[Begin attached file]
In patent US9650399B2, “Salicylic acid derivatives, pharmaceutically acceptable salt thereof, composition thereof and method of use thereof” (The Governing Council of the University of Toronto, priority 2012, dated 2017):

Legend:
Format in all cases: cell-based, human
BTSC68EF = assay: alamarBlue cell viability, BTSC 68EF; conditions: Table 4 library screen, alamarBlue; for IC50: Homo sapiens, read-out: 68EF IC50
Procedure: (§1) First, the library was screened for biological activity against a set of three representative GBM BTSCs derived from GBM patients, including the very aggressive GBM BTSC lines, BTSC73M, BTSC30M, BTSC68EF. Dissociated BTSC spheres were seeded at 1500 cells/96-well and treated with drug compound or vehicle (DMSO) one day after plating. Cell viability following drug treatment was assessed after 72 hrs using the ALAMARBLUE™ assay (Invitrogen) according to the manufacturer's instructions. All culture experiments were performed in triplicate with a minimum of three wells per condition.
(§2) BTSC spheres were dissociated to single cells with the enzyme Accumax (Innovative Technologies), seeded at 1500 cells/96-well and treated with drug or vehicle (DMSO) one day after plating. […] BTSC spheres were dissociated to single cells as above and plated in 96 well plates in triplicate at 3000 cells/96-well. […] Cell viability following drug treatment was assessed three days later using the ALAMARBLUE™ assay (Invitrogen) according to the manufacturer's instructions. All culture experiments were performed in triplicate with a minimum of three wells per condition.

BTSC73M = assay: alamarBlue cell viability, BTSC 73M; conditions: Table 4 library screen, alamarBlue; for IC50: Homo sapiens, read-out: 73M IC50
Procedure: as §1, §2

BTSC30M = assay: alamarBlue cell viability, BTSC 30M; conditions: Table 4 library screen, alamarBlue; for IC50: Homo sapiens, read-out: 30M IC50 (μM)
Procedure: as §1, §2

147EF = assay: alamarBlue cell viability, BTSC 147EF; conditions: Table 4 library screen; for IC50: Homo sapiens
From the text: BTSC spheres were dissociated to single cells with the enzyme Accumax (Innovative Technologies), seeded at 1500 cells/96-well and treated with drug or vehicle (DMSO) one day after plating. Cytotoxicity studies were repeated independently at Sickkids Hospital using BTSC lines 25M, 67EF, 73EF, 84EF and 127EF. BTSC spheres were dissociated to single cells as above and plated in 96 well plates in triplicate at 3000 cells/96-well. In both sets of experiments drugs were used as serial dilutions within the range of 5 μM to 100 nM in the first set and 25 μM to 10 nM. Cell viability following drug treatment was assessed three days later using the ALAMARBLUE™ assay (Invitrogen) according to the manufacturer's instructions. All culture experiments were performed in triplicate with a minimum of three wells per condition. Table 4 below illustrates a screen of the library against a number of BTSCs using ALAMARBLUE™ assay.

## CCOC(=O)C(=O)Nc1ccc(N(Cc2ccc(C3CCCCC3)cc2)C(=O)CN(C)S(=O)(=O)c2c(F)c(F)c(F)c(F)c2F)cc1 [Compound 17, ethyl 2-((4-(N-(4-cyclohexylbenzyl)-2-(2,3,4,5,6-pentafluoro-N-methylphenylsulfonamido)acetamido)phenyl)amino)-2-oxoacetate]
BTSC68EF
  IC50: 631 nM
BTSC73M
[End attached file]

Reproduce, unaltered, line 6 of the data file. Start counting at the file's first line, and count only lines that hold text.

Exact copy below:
(§2) BTSC spheres were dissociated to single cells with the enzyme Accumax (Innovative Technologies), seeded at 1500 cells/96-well and treated with drug or vehicle (DMSO) one day after plating. […] BTSC spheres were dissociated to single cells as above and plated in 96 well plates in triplicate at 3000 cells/96-well. […] Cell viability following drug treatment was assessed three days later using the ALAMARBLUE™ assay (Invitrogen) according to the manufacturer's instructions. All culture experiments were performed in triplicate with a minimum of three wells per condition.